Before we know it, halfway through this essay we are paddling in a vast sea ourselves of science, art, and the natural world. The ending of the essay is a virtuoso set piece about visiting a storied, ancient wood. Fowles makes the point, early on:
Telling people why, how and when they ought to feel this or that—whether it be with regard to the enjoyment of nature, of food, of sex, or anything else—may, undoubtedly sometimes does, have a useful function in dispelling various kinds of socially harmful ignorance. But what this instruction cannot give is this deepest benefit of any art, be it of making, or of knowing, or of experiencing: which is self expression and self discovery.
I realize I am guilty of this just by framing my own thoughts about this book.
But I can tell you I’ve spent good bits of time in the woods in the last seven years and thought I’d write a book about it. I took a huge sheet of paper and wrote the chapter headings. Notes and research piled up. I gave the book a title: First There Was a Mountain. The title, written on a three-by-five card, was pinned to the window wall above my desk, in a tiny cabin on a mountain surrounded by woods bounded by a musical creek. Dust gathered on that card. Meanwhile, I walked in those woods, drank in those woods, inhaled those woods.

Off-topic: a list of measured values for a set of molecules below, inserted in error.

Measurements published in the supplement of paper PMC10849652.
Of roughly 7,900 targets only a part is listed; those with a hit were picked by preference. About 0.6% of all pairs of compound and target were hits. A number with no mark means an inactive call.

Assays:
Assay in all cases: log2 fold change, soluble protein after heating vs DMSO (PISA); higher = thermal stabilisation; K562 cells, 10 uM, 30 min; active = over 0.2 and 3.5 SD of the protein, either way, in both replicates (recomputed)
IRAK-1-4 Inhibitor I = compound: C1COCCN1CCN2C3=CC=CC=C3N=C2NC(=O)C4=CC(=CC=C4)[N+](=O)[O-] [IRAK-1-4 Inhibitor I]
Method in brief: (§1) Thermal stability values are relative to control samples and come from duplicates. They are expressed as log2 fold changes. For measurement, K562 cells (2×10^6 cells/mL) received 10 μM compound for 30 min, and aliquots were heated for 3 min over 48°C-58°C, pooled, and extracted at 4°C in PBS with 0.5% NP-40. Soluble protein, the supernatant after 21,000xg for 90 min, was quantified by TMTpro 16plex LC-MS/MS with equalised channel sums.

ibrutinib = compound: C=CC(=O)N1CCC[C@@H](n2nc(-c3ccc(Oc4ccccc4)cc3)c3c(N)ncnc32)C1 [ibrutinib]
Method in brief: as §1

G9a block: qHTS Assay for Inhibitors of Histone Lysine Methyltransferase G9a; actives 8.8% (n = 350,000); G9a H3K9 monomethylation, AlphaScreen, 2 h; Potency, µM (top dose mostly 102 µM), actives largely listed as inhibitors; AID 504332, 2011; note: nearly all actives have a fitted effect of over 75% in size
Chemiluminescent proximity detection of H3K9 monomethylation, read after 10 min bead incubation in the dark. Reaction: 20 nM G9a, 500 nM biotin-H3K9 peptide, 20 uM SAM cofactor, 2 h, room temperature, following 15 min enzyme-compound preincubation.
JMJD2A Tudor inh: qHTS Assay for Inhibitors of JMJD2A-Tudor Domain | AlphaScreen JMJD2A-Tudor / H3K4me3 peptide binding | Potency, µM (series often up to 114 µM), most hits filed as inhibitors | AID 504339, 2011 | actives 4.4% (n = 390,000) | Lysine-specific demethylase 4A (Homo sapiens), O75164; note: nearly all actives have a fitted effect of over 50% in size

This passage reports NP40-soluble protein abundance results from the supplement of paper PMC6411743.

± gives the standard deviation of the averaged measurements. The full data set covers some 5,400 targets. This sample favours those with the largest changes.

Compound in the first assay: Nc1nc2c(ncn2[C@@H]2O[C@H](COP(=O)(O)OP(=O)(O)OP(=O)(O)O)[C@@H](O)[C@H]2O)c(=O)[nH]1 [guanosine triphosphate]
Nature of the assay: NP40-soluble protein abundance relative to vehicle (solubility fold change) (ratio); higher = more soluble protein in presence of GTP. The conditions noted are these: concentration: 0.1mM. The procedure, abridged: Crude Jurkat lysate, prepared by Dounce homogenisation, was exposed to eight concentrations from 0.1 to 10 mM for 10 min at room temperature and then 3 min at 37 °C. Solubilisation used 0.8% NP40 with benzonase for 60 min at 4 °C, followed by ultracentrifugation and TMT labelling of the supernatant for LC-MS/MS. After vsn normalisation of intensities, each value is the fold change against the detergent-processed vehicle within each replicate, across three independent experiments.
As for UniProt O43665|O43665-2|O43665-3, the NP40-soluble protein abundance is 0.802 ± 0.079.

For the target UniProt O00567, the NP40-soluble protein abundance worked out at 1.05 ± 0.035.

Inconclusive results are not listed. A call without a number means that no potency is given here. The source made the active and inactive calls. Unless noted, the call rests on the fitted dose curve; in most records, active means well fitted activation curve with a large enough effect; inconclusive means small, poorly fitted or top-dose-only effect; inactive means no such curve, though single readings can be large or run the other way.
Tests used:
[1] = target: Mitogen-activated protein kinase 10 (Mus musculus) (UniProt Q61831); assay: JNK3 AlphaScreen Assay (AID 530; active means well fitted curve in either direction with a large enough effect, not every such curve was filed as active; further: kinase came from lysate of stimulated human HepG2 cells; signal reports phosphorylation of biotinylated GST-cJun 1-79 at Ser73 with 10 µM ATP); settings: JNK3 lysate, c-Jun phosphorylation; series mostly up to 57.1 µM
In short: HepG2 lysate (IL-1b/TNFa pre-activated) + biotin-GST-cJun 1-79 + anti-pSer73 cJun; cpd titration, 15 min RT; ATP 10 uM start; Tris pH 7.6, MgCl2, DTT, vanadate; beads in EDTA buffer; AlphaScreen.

Not everything can be expressed. It’s a big mistake, Fowles tells us, to think it can. Amen.
The is the seventh in the series Mountain Stories. This essay was originally published earlier this month in Eden, the quarterly journal of the California Garden and Landscape History Society, www.cglhs.org.
My column began in February, 2016. Below please find a few of them:
Fueled by frustration and a manuscript of unpublished culinary essays with recipes, I spent two years writing letters to agents.
Only one wrote back with regrets: She hadn’t heard of M.F.K. Fisher.
Fit to be tied, I swore I’d never write again. Then I thought: The literary magazines! Why not make a game of getting published?
A Recent Talk to the Piedmont, Calif. Garden Club:
My husband said just as we were seated in a restaurant: I heard someone on NPR talking about M.F.K Fisher.
He had that slightly surprised look he gets when there’s news from my world that didn’t come from me.
Yes – he said – the guy mentioned something about a picnic, and something she ate she would never forget. I can’t remember what it was.
A pie, I said. A peach pie.
He looked at me, and ordered his tuna steak, rare.
How – and why – did I know about that peach pie?
What is my 36-year connection to MFK Fisher?
And how did the California landscape affect her life and work?
This is the subject of my one-hour talk.